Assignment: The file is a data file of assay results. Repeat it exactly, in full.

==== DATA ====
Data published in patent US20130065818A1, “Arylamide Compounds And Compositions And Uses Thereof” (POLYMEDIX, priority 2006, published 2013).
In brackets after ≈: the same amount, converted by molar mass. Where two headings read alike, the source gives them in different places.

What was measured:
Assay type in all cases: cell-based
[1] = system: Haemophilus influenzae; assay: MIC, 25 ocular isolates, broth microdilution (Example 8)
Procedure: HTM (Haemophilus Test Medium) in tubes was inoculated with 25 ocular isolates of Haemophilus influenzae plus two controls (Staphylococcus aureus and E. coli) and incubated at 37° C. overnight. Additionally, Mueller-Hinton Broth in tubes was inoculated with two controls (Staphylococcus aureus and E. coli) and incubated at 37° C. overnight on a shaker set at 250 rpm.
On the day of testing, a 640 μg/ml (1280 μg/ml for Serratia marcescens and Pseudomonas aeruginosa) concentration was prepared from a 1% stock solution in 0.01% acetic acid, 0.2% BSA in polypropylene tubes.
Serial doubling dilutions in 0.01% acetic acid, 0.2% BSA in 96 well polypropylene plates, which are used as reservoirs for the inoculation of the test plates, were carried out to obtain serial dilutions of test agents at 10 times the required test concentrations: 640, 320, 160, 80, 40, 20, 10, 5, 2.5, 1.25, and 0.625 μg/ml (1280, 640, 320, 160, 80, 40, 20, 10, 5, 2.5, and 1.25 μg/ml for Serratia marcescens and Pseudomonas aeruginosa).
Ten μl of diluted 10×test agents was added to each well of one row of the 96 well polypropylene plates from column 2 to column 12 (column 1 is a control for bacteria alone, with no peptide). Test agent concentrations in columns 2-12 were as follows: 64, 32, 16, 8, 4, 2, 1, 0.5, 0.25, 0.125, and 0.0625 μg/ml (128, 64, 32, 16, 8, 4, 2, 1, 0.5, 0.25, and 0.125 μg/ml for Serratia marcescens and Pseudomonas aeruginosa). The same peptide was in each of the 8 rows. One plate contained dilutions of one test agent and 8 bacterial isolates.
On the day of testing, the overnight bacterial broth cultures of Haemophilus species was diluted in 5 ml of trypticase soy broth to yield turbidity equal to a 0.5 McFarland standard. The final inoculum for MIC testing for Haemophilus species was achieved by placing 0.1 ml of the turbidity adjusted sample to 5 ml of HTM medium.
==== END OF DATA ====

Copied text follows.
Data published in patent US20130065818A1, “Arylamide Compounds And Compositions And Uses Thereof” (POLYMEDIX, priority 2006, published 2013).
In brackets after ≈: the same amount, converted by molar mass. Where two headings read alike, the source gives them in different places.

What was measured:
Assay type in all cases: cell-based
[1] = system: Haemophilus influenzae; assay: MIC, 25 ocular isolates, broth microdilution (Example 8)
Procedure: HTM (Haemophilus Test Medium) in tubes was inoculated with 25 ocular isolates of Haemophilus influenzae plus two controls (Staphylococcus aureus and E. coli) and incubated at 37° C. overnight. Additionally, Mueller-Hinton Broth in tubes was inoculated with two controls (Staphylococcus aureus and E. coli) and incubated at 37° C. overnight on a shaker set at 250 rpm.
On the day of testing, a 640 μg/ml (1280 μg/ml for Serratia marcescens and Pseudomonas aeruginosa) concentration was prepared from a 1% stock solution in 0.01% acetic acid, 0.2% BSA in polypropylene tubes.
Serial doubling dilutions in 0.01% acetic acid, 0.2% BSA in 96 well polypropylene plates, which are used as reservoirs for the inoculation of the test plates, were carried out to obtain serial dilutions of test agents at 10 times the required test concentrations: 640, 320, 160, 80, 40, 20, 10, 5, 2.5, 1.25, and 0.625 μg/ml (1280, 640, 320, 160, 80, 40, 20, 10, 5, 2.5, and 1.25 μg/ml for Serratia marcescens and Pseudomonas aeruginosa).
Ten μl of diluted 10×test agents was added to each well of one row of the 96 well polypropylene plates from column 2 to column 12 (column 1 is a control for bacteria alone, with no peptide). Test agent concentrations in columns 2-12 were as follows: 64, 32, 16, 8, 4, 2, 1, 0.5, 0.25, 0.125, and 0.0625 μg/ml (128, 64, 32, 16, 8, 4, 2, 1, 0.5, 0.25, and 0.125 μg/ml for Serratia marcescens and Pseudomonas aeruginosa). The same peptide was in each of the 8 rows. One plate contained dilutions of one test agent and 8 bacterial isolates.
On the day of testing, the overnight bacterial broth cultures of Haemophilus species was diluted in 5 ml of trypticase soy broth to yield turbidity equal to a 0.5 McFarland standard. The final inoculum for MIC testing for Haemophilus species was achieved by placing 0.1 ml of the turbidity adjusted sample to 5 ml of HTM medium.